A year ago, Wall averaged 2.5 shots per game from that range and shot .359 on them, while Beal shot .410 on 4.6 of those shots per game. That’s about how it should look. This year, Wall is launching 3.6 per game and connecting on just 31 percent of them, while Beal is shooting 3.4 per game and connecting on 37 percent.

John Wall will never be a better shooter than Bradley Beal. No offense should feature a mediocre shooter hoisting basically one deep 3 per quarter, but that’s where the Wizards find themselves so far this season. Hitting a 27-footer in the face of a defender is a great highlight, but when you’re missing a small handful of above-the-break 3s per game, the highlights are mitigated somewhat.

Beal, meanwhile, has shown confidence and playmaking skills that have been slowly emerging over the past few years. He’s increased his drives per game by more than 50 percent (6.4 last year, 9.8 this year), his dribbles per touch have increased (from 2.37 to 3.02), his paint touches per game are way up (0.9 to 2.3), and he’s expanded his game by putting the ball on the floor and attacking more than ever (33.5% of shots were catch-and-shoot last year, just 23.3% are this year).

If the Wizards are going to develop into the contenders they imagine themselves to be, the player and coaches need to find the most efficient blend of everyone’s skills. Wall is the best player on the team, and the offense should absolutely run through him more often than not. But Washington has looked more like the 2015 Oklahoma City Thunder this season than the 2016 Cleveland Cavaliers or 2017 Golden State Warriors. There’s too much your-turn-my-turn hero ball between Wall and Beal, and not enough working to find the best play.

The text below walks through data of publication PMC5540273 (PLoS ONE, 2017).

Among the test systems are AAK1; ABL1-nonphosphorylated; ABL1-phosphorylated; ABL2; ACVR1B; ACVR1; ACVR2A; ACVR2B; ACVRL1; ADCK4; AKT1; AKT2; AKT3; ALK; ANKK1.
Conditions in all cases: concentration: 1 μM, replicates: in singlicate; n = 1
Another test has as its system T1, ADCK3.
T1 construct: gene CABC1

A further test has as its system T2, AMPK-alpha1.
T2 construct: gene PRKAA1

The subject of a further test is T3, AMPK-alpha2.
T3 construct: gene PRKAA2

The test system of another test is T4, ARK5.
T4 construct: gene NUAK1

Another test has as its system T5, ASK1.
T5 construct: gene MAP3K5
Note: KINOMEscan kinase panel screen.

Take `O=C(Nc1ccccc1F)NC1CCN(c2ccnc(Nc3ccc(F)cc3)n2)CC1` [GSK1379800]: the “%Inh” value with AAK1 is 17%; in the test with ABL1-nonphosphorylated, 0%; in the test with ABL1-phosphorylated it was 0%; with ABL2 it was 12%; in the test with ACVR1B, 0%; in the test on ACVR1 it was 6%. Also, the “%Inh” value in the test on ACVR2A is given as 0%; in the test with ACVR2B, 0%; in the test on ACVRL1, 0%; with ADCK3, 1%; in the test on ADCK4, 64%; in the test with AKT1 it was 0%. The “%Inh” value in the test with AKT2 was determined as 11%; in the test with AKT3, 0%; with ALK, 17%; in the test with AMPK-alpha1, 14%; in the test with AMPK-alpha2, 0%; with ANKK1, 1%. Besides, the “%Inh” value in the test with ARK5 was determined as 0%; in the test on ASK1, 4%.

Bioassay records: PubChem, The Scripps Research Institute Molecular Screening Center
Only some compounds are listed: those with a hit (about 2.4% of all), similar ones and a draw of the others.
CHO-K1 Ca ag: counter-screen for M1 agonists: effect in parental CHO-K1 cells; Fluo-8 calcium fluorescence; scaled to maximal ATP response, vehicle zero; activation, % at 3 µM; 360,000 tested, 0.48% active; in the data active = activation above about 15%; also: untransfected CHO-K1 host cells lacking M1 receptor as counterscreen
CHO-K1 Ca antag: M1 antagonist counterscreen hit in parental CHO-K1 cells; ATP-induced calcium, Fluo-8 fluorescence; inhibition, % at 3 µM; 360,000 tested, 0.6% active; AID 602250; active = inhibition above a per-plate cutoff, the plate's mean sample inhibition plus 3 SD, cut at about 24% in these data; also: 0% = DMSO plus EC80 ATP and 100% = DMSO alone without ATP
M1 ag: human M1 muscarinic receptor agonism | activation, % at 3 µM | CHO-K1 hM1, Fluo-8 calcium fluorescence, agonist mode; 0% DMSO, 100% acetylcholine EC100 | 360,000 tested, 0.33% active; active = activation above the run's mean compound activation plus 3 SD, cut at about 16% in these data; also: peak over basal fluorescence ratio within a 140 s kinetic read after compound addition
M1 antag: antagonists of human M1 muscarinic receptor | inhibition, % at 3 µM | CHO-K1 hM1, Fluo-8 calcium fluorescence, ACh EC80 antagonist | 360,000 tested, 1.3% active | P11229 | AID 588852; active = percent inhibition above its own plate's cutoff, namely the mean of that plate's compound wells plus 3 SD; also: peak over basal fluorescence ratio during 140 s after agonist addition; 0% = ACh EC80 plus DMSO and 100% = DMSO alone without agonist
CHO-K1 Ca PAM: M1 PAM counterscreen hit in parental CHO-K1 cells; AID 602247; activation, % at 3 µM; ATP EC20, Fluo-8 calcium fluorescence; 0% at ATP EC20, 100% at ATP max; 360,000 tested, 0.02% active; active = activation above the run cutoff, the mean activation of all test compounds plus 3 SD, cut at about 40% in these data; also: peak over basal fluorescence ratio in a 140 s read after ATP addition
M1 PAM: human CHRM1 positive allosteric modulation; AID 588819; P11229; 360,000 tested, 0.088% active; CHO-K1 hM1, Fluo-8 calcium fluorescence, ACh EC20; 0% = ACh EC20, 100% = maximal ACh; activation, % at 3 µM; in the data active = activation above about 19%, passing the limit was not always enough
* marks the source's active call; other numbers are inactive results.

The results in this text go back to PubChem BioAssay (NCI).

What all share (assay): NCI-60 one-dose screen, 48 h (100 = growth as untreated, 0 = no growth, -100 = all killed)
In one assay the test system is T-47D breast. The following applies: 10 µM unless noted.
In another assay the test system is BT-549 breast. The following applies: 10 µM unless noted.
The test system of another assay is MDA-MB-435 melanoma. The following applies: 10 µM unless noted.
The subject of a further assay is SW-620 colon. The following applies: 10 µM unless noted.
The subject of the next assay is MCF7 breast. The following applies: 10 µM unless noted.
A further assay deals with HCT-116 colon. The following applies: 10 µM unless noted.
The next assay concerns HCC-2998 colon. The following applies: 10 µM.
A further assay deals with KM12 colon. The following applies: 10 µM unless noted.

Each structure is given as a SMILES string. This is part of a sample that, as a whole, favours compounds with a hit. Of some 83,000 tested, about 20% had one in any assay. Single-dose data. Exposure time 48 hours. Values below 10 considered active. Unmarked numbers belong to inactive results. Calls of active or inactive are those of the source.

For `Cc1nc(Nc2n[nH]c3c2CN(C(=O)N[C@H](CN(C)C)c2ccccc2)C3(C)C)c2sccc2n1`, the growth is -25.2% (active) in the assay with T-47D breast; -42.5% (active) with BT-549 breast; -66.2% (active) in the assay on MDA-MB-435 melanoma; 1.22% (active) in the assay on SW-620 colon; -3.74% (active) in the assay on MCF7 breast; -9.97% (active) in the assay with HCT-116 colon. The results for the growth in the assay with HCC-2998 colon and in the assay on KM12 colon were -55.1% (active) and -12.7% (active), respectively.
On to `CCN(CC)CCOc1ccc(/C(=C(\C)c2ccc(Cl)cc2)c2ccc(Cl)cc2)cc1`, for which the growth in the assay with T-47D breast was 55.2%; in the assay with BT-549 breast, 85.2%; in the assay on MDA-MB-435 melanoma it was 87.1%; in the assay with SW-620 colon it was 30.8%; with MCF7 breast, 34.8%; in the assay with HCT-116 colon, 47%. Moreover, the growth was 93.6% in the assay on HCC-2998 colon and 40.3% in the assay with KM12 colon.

When Beal is feeling it, like he was Friday night (36 points on 12-19 shooting), Wall needs to recognize that and either try to create for Beal, or simply get out of the way. Steph Curry gets out of the way when Klay Thompson gets hot. LeBron James used to get out of the way when Kyrie Irving got hot.

Wall was ice cold, hitting just four shots on 13 official field-goal attempts, but he drew foul after foul, only to then miss seven of his 12 shots from the line. Drawing fouls is a good thing. Forcing your own offense when your teammate is on a roll (40 points on 12-25 shooting, including 6-12 on 3s, the previous game), only hurts the team.

(I’m very sorry for the headline pun.)

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Bryan Frantz
Reporter / Writer at TAI
Bryan is a D.C. native with a degree in something or other from UNC. He has important, interesting hobbies, but mostly he just weeps over D.C. sports teams. You can find him on the Metro, inevitably complaining about Red Line delays.